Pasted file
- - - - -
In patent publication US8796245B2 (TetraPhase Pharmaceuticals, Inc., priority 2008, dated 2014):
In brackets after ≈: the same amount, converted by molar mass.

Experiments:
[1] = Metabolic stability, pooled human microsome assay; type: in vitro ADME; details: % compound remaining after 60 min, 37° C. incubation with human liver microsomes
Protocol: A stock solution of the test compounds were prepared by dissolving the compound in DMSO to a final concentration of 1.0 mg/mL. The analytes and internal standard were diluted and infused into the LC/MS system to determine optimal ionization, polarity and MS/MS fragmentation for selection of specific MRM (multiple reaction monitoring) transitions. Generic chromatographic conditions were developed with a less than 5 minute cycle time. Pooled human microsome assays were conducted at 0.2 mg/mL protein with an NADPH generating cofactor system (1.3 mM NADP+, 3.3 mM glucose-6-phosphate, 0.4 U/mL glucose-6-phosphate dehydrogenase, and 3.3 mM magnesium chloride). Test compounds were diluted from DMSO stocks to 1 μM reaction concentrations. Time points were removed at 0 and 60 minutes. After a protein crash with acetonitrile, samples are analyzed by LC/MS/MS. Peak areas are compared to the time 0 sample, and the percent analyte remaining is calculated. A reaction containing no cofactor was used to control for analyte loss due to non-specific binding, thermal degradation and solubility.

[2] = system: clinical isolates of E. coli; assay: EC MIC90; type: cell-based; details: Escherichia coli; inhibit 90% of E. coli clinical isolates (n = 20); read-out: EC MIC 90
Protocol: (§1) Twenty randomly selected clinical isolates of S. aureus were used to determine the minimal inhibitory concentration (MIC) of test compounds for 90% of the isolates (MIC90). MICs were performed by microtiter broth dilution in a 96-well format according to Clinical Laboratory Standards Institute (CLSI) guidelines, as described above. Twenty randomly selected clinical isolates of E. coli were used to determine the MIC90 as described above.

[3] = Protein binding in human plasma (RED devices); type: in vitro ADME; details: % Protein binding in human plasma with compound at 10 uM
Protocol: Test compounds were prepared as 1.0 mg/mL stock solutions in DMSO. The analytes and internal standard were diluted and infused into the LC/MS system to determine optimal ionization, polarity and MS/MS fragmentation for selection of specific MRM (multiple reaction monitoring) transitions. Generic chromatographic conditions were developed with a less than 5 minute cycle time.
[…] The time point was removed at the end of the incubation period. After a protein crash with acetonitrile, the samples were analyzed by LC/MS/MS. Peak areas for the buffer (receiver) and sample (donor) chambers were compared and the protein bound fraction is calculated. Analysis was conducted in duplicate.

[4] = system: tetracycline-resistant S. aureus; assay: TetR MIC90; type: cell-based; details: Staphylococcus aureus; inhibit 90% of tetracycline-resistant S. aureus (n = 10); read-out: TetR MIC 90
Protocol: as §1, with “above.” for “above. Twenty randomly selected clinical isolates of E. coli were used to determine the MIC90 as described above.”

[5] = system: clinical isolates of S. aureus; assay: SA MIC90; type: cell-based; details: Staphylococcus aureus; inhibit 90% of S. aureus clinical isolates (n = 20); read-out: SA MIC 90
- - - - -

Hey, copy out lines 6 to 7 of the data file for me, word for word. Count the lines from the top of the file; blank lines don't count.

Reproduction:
[2] = system: clinical isolates of E. coli; assay: EC MIC90; type: cell-based; details: Escherichia coli; inhibit 90% of E. coli clinical isolates (n = 20); read-out: EC MIC 90
Protocol: (§1) Twenty randomly selected clinical isolates of S. aureus were used to determine the minimal inhibitory concentration (MIC) of test compounds for 90% of the isolates (MIC90). MICs were performed by microtiter broth dilution in a 96-well format according to Clinical Laboratory Standards Institute (CLSI) guidelines, as described above. Twenty randomly selected clinical isolates of E. coli were used to determine the MIC90 as described above.